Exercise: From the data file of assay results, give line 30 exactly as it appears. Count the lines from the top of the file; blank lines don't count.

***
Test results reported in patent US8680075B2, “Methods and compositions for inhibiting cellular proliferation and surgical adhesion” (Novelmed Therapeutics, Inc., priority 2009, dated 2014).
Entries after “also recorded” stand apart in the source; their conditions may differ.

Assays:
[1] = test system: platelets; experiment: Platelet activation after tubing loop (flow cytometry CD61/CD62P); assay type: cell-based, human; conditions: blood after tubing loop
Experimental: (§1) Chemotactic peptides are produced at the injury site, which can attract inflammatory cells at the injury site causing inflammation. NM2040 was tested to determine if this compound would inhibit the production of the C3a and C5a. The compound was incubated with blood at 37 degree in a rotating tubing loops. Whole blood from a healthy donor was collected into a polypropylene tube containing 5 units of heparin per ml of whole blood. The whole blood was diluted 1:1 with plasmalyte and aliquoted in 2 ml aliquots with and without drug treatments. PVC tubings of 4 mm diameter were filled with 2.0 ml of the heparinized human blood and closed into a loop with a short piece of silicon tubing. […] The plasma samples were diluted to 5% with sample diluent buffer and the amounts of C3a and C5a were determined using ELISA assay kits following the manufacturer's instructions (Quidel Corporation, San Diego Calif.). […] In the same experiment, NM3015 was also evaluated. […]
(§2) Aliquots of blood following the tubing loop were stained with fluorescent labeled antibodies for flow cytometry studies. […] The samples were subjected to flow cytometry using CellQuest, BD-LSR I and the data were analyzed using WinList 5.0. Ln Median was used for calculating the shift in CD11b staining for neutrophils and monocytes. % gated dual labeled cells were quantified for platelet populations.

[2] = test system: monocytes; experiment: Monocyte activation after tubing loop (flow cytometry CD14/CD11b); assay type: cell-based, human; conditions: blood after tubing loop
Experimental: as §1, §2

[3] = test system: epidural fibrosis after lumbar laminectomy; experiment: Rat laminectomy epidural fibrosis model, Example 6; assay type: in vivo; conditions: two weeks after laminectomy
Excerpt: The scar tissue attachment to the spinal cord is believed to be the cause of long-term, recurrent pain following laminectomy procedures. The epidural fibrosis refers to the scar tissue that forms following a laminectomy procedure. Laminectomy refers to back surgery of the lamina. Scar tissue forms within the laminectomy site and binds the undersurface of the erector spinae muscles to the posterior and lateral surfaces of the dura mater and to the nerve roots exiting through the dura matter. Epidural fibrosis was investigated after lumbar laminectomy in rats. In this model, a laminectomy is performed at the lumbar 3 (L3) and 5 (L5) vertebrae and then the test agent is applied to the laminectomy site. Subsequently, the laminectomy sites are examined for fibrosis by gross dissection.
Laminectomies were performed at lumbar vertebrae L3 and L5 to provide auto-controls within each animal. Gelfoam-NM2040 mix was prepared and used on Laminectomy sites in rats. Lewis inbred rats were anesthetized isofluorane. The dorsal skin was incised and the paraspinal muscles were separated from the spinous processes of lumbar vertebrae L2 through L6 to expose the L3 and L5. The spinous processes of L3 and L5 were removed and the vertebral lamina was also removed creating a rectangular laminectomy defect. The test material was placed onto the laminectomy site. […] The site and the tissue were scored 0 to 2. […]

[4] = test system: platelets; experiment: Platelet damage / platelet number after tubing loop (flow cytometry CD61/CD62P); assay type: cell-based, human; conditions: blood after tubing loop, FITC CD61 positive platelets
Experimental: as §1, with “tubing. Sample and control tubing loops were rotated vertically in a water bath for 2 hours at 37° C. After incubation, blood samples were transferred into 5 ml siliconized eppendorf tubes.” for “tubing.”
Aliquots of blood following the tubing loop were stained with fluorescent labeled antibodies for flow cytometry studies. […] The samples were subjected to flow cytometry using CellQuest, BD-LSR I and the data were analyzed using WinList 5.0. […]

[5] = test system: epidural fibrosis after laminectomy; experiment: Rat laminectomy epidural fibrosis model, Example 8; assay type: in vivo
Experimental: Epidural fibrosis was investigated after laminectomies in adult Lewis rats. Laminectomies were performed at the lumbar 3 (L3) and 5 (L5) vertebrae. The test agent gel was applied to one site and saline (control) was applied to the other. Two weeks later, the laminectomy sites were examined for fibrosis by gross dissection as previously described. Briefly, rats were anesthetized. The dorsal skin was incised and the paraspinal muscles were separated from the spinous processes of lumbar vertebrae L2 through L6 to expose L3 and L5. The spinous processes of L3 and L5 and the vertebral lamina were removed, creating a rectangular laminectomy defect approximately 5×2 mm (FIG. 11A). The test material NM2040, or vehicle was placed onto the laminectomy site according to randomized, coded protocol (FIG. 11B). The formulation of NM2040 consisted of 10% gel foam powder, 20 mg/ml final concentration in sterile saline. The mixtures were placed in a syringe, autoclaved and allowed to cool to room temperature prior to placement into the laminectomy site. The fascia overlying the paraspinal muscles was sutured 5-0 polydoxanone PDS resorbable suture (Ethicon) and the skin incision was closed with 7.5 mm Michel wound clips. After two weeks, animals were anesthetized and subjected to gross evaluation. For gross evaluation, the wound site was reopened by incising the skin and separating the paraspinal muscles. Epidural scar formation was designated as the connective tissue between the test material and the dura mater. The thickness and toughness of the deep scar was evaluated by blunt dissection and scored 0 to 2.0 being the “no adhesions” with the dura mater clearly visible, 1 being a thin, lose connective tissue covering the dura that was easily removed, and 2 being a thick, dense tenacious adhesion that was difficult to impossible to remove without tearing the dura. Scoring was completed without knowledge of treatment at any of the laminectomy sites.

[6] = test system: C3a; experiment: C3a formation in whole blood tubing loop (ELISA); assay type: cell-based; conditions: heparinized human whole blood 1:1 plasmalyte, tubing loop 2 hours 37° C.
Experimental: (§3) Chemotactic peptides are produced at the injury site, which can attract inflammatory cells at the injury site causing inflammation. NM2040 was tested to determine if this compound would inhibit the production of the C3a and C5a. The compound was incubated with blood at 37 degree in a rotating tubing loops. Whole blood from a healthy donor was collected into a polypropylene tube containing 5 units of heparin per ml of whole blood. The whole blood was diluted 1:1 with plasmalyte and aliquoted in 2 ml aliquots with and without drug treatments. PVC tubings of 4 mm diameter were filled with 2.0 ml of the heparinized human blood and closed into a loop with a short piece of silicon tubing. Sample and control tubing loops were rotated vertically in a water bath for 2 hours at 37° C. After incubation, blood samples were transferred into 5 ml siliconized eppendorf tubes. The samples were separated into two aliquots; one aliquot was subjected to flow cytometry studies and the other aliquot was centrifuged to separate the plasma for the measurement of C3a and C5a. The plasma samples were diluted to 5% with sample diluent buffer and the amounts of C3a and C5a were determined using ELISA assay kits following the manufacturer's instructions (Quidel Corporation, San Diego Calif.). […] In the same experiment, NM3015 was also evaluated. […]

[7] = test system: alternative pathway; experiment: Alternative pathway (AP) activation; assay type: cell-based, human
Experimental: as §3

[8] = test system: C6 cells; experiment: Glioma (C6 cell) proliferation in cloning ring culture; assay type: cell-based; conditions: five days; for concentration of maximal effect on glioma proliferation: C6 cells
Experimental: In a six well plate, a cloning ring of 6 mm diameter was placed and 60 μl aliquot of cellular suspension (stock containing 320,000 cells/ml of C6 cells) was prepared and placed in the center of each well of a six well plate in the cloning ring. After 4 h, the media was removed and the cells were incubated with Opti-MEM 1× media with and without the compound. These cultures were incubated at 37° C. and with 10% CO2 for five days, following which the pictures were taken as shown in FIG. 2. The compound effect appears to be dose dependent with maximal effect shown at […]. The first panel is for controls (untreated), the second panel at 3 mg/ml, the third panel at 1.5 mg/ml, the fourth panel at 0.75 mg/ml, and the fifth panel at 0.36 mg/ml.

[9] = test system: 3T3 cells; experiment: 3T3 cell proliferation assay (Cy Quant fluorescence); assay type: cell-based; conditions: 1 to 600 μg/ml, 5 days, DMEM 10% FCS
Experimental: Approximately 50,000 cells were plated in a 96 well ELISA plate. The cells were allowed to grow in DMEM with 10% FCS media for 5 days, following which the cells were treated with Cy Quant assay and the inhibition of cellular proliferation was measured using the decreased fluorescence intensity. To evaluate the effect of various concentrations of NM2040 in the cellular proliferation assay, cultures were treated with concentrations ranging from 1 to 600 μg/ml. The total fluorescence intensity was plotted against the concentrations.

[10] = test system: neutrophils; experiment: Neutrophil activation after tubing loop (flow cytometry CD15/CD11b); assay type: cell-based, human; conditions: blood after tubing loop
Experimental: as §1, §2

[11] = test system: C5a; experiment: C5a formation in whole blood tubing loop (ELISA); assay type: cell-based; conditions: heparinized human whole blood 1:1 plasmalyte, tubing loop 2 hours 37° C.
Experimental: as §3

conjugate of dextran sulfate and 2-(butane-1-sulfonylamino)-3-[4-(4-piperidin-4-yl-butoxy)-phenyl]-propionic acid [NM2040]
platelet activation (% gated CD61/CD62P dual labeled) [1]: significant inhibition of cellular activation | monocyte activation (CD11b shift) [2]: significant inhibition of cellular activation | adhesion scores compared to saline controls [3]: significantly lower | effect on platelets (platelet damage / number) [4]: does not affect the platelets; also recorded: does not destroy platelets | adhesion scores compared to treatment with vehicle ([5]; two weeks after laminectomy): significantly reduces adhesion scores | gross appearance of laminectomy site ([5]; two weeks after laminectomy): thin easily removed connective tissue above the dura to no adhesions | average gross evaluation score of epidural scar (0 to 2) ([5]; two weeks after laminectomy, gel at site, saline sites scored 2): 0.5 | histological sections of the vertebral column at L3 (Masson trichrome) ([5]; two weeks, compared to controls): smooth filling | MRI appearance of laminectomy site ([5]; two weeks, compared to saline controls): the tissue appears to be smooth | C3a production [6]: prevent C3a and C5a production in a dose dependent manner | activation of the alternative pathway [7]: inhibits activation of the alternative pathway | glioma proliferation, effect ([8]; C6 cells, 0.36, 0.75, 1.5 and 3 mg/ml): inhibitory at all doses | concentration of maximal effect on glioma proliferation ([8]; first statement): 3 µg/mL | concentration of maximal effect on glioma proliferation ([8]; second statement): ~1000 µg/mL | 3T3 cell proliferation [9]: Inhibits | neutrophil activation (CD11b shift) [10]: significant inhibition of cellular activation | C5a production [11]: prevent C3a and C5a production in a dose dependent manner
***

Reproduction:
platelet activation (% gated CD61/CD62P dual labeled) [1]: significant inhibition of cellular activation | monocyte activation (CD11b shift) [2]: significant inhibition of cellular activation | adhesion scores compared to saline controls [3]: significantly lower | effect on platelets (platelet damage / number) [4]: does not affect the platelets; also recorded: does not destroy platelets | adhesion scores compared to treatment with vehicle ([5]; two weeks after laminectomy): significantly reduces adhesion scores | gross appearance of laminectomy site ([5]; two weeks after laminectomy): thin easily removed connective tissue above the dura to no adhesions | average gross evaluation score of epidural scar (0 to 2) ([5]; two weeks after laminectomy, gel at site, saline sites scored 2): 0.5 | histological sections of the vertebral column at L3 (Masson trichrome) ([5]; two weeks, compared to controls): smooth filling | MRI appearance of laminectomy site ([5]; two weeks, compared to saline controls): the tissue appears to be smooth | C3a production [6]: prevent C3a and C5a production in a dose dependent manner | activation of the alternative pathway [7]: inhibits activation of the alternative pathway | glioma proliferation, effect ([8]; C6 cells, 0.36, 0.75, 1.5 and 3 mg/ml): inhibitory at all doses | concentration of maximal effect on glioma proliferation ([8]; first statement): 3 µg/mL | concentration of maximal effect on glioma proliferation ([8]; second statement): ~1000 µg/mL | 3T3 cell proliferation [9]: Inhibits | neutrophil activation (CD11b shift) [10]: significant inhibition of cellular activation | C5a production [11]: prevent C3a and C5a production in a dose dependent manner